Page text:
November 17 2017 – AS THE political quagmire in Zimbabwe drags on, without regular, credible updates from the Harare government on the mediation processes underway, thousands – if not millions – of Zimbabweans living in neighbouring South Africa are itching for information, clutching at every update, although most of the information soon turns out to be “fake news”.
“When I heard the news of the military taking over, I was in cloud nine because it is the moment that will change our lives for the better. A moment that will allow us to vote for a new president other than Mugabe. A moment that will stabilize our economy,” said Fredrick Mbiri, who has called Pretoria home since 2006.
“I can’t wait for transitional government of all parties on board with one mission – to build a new Zimbabwe for all.”
Mbiri, now working as a salesman at a busy mall in Pretoria east, said surviving in South Africa as an immigrant is no childs play.
“Things have never been easy for me as I am struggling to meet my needs and that the needs of my family. As a foreigner, you face a lot of challenges that at times you have nowhere to report them, fearing to be victimised by police and locals,” he said.
Apart from his day job, Mbiri also runs his House of Hope-Ithemba non-profit organisation, which helps fellow Zimbabweans with challenges, including labour disputes, repatriation and documentation.
Like other Zimbabweans in South Africa, Mbiri is not holding his breath regarding the Southern Africa Development Community intervening in Zimbabwe.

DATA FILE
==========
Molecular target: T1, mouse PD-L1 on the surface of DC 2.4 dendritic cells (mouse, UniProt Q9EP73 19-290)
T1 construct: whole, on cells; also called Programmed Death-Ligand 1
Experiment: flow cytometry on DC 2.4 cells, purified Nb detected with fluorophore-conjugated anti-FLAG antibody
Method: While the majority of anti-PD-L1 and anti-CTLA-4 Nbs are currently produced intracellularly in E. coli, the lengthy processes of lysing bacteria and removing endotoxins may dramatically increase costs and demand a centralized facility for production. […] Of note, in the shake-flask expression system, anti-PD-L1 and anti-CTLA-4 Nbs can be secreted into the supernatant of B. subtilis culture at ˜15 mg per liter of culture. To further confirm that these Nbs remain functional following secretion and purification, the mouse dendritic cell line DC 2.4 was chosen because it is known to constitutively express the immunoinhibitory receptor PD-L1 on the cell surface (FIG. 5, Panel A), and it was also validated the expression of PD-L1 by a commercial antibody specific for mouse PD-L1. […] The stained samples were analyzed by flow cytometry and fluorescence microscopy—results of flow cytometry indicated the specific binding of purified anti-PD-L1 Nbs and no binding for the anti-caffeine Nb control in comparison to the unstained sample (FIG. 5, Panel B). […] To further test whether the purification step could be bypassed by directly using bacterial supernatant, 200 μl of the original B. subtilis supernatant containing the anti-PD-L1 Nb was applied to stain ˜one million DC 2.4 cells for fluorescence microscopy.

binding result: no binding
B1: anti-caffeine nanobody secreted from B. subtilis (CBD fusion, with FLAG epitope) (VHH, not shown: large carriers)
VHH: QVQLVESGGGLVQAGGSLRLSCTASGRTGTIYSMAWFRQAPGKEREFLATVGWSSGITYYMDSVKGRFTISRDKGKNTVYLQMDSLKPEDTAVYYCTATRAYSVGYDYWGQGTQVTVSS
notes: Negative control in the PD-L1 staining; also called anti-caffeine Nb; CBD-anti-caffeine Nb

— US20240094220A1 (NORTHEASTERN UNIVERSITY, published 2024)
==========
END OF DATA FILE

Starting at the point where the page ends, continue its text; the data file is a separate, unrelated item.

“Personally, I don’t need them to intervene because they have failed in other SADC countries, so what good can they bring to Zimbabwe? If they have to intervene they should think of the masses, not only President Mugabe,” he said.
On his meagre salary as a salesman, Mbiri has to feed a family of 13, and he said sometimes he goes for months without sending anything back home because of economic hardships here as well.
Samuel Mungadze, a Zimbabwean journalist based in Johannesburg, said in the past few days Zimbabweans based in South Africa have become the biggest consumers of news.
“Zimbabweans are anxious for correct details on latest developments back home. The anxiety has been exacerbated by lack of credible sources of news. We have senior journalists tweeting things that turn to be untrue a few hours later,” said Mungadze.
“This problem is also as result of undeveloped media space in Zimbabwe, there is a lot of fear to report on issues fairly and honestly due to unprogressive media laws.”
In Harare, the situation is said to be “business as usual”, despite the presence of armed soldiers on highways and in city centres.
The limbo amongst Zimbabweans at home and abroad shot through the roof on Friday when a seemingly defiant Mugabe arrived to officiate at a graduation ceremony at the Zimbabwe Open University in Harare – where he is Chancellor.
This was the 93-year-old’s first appearance since the military took control of the small southern African landlocked nation which has been ruled by Mugabe for the past 37 years.
A reporter at the State-owned Zimpapers, Kuda Bwititi, said in Harare the rumour-mill has gone into overdrive.
“In Harare people are mostly relying on social media. WhatsApp messages on the issue, mostly false or unverified have become the order of the day. Those who follow newspapers remain loyal to either public media or private media, depending on which publications they traditionally follow,” said Bwititi.
“The national broadcaster, the Zimbabwe Broadcasting Corporation has not been giving regular updates since General SB Moyo issued that statement [announcing the military intervention] but it remains the most credible source.” – ANA